Vice Presidential Nominees Must Be Plausible As PresidentNews at Home
Joel K. Goldstein is the Vincent C. Immel Professor of Law at Saint Louis University School of Law and a writer for History News Service. He has published extensively on the vice presidency.
As Mitt Romney slogs on toward the GOP presidential nomination, political talk is turning to his running mate. That discussion has focused on conventional political factors thought to dictate vice-presidential selection. Should Romney select someone from a large swing state or target a particular demographic? Should he focus on energizing his base or on appealing to independents? Some of these factors may come into play, yet the recent history of vice-presidential selection suggests that the key requirement for a running mate is whether he or she is presidential.
It's curious that this threshold factor is often overlooked. Most recent presidential candidates have recognized that good politics, as well as good governance, requires choosing a running mate who would be a plausible president. Since 1976, presidential candidates from both parties have almost always chosen running mates who would be plausible as president.
The evidence is in the names of those selected. Bob Dole, Walter F. Mondale, George H.W. Bush, Lloyd Bentsen, Al Gore, Jack Kemp, Dick Cheney, Joe Lieberman, and Joe Biden were (and are) among the outstanding political figures of their generations. Before being chosen, they had demonstrated a high degree of political skill and public policy sophistication at the national level. The 13 running mates since 1976 brought an average of 14.5 years experience in high governmental positions, generally with distinction.
Of course, it wasn't always that way. Conventions, not presidential candidates, used to choose running mates for a variety of political reasons: to balance the ticket, to placate a losing faction, or to appeal to a large swing state.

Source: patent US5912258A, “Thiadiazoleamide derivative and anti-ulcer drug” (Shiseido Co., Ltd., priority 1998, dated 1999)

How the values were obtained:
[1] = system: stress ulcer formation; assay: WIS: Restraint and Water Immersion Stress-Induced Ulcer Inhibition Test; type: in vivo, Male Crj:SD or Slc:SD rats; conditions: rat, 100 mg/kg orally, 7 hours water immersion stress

But that calculus changed as the vice presidency rose in significance, first during the 1950s and more dramatically beginning with the Mondale vice presidency. The rising power of the presidency made the vice president more visible and more important, first as a presidential successor, then as a colleague to conduct the government's business. Furthermore, in the information age what a vice presidential candidate says anywhere can immediately be transmitted everywhere. Presidential candidates came to understand that a running mate who was not ready to perform under the pressure of a presidential campaign could complicate their chances.
It's not that citizens base their votes primarily on the running mates. Few do. But they form impressions of presidential candidates in part based on their vice-presidential selection, their first major personnel decision. Jimmy Carter, Bill Clinton and George W. Bush all publicly acknowledged this reality and chose able, well-credentialed running mates.
An inexperienced running mate can divert attention from the ticket's preferred messages. The news media home in on any vice presidential candidate who seems unprepared. During the 1988 vice presidential debate, the underestimated Dan Quayle faced repeated questions regarding his qualifications before he compared his experience to that of John Kennedy in 1960. Quayle's analogy teed up Bentsen's famous reply, "You're no Jack Kennedy." And Katie Couric's questions to Governor Sarah Palin in 2008 about the newspapers she read and what Supreme Court decisions she opposed were designed to test her knowledge.
Presidential candidates still consider political attributes of prospective running mates, but those characteristics matter only after the pool is narrowed to the truly presidential.
Senator John McCain ignored this lesson of recent history in part because he thought he needed to gamble to have a chance to win. He focused on Palin's political strengths -- her ideology, her appeal to the Republican base, her gender, her maverick image -- without imagining her in the Oval Office. Palin did help mobilize the Republican base, but ultimately the choice undermined McCain's claim to "Put America First" and alienated uncommitted voters he needed. By late in the campaign, various public opinion polls showed that relatively few considered Palin qualified to be president. Her selection diminished voters' confidence in McCain's judgment and made some voters less likely to support him.
The Palin selection demonstrates the danger of choosing an untested running mate without carefully assessing whether he or she is presidential. That's not to say that a good process will inevitably produce a good running mate -- witness John Kerry's 2004 selection of Senator John Edwards. But subordinating presidential quality to other political considerations is an invitation to trouble.
Presidential candidates are more likely to serve their country, and themselves, if they make presidential qualifications the threshold test in choosing a running mate, as most recent presidential nominees from both parties have done. The pundits and the people should demand no less.
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